Firstly, it is unlikely that News International would use 123-reg to register a domain name. @bigdaddymerk noted, News International ”use http://bit.ly/cWSHia for their .coms and have their own IPS tag for .co.uk”

Murray Dick added that it would “be odd for big corporation to withhold info on whois record”

And – not that this is a big issue given recent events – according to @bigdaddymerk “in the case of the .co.uk registering as a UK individual would be whois abuse.”

You might argue that the above might be explained by News International covering their tracks, but if were covering their tracks it’s unlikely they’d do it like this.

Anyway, digging further into the timeline of the ‘Sunday Sun’ casts further doubt on any conspiracy connected to News Of The World.

For example, it was reported over a week ago that The Sun was moving to 7-day production (thanks to Roo Reynolds, again on Twitter).

Between that announcement and the registration of TheSunOnSunday.com, anyone with a habit of domain squatting could have grabbed the domain in the hope that it would become valuable in the future.

Either way, even if it has been registered by someone at News International, the timings just don’t add up to a News Of The World-related conspiracy.

So, as I wrote yesterday, a ‘Sunday Sun’ is not a rebranding of News Of The World. They have just closed the world’s biggest selling English language newspaper – its most profitable tabloid – and made 200 people redundant.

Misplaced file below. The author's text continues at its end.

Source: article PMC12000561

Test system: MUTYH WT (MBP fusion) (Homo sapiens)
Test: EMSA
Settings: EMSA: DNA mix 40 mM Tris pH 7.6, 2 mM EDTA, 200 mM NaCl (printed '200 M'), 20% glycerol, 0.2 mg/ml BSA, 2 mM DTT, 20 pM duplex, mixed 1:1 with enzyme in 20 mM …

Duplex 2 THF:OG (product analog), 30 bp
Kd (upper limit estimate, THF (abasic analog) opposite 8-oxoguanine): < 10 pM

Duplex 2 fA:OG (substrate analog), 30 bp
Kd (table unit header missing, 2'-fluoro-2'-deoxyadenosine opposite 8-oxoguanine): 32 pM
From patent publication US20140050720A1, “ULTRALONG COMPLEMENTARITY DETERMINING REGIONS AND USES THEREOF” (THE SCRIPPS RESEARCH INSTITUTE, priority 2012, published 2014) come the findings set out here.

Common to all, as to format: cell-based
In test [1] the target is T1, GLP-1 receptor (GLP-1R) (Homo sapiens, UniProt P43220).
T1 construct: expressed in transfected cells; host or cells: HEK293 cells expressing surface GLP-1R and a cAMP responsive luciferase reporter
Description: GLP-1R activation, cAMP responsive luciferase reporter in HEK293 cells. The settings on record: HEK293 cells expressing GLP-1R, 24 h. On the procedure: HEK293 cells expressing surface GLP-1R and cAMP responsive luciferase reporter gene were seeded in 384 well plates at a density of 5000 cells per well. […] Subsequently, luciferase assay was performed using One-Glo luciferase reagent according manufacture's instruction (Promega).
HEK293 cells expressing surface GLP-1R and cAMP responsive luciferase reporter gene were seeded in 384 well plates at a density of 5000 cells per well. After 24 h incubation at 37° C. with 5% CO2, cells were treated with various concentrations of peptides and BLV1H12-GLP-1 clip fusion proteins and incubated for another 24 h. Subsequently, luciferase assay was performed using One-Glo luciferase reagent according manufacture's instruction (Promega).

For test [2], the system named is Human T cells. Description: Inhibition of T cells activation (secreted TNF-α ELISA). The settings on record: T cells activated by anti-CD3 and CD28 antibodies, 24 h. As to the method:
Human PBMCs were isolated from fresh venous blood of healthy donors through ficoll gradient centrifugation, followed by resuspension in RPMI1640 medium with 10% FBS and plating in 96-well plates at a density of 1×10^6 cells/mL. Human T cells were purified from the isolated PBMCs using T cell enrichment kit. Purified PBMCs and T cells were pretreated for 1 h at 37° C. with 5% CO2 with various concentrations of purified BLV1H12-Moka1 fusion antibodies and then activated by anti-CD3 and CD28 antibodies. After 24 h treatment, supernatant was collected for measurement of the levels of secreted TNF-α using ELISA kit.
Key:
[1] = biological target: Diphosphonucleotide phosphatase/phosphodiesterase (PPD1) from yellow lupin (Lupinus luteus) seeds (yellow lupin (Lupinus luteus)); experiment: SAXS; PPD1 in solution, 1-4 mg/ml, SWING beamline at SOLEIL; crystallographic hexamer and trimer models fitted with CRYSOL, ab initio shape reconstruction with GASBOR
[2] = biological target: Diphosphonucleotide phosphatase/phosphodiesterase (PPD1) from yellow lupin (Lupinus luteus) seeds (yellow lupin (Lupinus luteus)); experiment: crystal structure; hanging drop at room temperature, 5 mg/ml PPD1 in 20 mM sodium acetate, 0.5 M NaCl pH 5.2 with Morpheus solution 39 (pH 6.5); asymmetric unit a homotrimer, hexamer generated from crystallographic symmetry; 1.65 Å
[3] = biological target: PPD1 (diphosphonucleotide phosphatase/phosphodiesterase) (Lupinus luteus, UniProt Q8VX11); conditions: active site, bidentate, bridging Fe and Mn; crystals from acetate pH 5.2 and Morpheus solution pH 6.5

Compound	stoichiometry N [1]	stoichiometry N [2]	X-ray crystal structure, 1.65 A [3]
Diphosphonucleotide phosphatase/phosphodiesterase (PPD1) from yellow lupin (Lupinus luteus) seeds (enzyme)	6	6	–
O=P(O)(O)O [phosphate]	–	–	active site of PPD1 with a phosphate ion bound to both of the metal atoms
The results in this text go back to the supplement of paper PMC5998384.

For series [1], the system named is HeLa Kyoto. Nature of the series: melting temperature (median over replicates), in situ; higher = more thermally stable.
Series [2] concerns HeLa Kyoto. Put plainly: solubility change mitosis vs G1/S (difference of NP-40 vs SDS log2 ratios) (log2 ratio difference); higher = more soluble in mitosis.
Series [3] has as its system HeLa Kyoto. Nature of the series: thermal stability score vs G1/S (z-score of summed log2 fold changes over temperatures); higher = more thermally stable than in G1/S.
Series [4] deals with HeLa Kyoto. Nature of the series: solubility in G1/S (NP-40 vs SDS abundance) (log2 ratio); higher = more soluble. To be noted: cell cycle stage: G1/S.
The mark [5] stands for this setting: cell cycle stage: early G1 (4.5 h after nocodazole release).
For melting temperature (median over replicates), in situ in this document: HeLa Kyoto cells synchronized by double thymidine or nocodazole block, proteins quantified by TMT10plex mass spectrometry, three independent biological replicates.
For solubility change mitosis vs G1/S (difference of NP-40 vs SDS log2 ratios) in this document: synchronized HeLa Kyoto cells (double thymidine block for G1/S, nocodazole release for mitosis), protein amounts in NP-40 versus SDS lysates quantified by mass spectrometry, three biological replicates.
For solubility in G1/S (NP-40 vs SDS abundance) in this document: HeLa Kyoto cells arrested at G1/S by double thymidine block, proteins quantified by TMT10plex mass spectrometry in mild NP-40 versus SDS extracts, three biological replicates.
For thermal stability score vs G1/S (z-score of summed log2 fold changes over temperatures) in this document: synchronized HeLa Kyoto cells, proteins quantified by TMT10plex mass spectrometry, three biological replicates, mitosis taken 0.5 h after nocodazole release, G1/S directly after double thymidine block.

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July 06 2011

21:17

On BBC News - Hugh Grant: How I exposed phone hacking by the media

BBC News :: The actor Hugh Grant has been speaking about how he recorded a conversation between himself and Paul McMullen, a former Deputy Features editor at the News of the World 1994-2001, in which the journalist revealed details of phone hacking by the media. Details of the exchange were then revealed by Mr Grant in the New Statesman. Here an excerpt:

[Hugh Grant, in New Statesman, 06 Apr 2011, 22:11:] ... he was Paul McMullan, one of two ex-NoW hacks who had blown the whistle ... on the full extent of phone-hacking at the paper, particularly under its former editor Andy Coulson. This was interesting, as I had been a victim – a fact he confirmed as we drove along. He also had an unusual defence of the practice: that phone-hacking was a price you had to pay for living in a free society. I asked how that worked exactly, but we ran out of time ...

Mr McMullen joined Mr Grant on the BBC's News Channel to debate the issue.

[Hugh Grant addressing Paul McMullen, at 04:21 in the video]: Your only motive is profit. You are no journalists. You have no interests in journalism. It's just money, money, money ...

Update: For further details of the phone hacking practice you should also watch the interview: Jeremy Paxman asks Paul McMullan, what he thinks about the allegations that voicemails on murdered schoolgirl Milly Dowler's mobile phone were allegedly intercepted by the newspaper (second link below).

Hugh Grant vs Paul McMullan on BBC News video online - watch it here www.bbc.co.uk

Jeremy Paxman asks Paul McMullan on BBC News - watch it here news.bbc.co.uk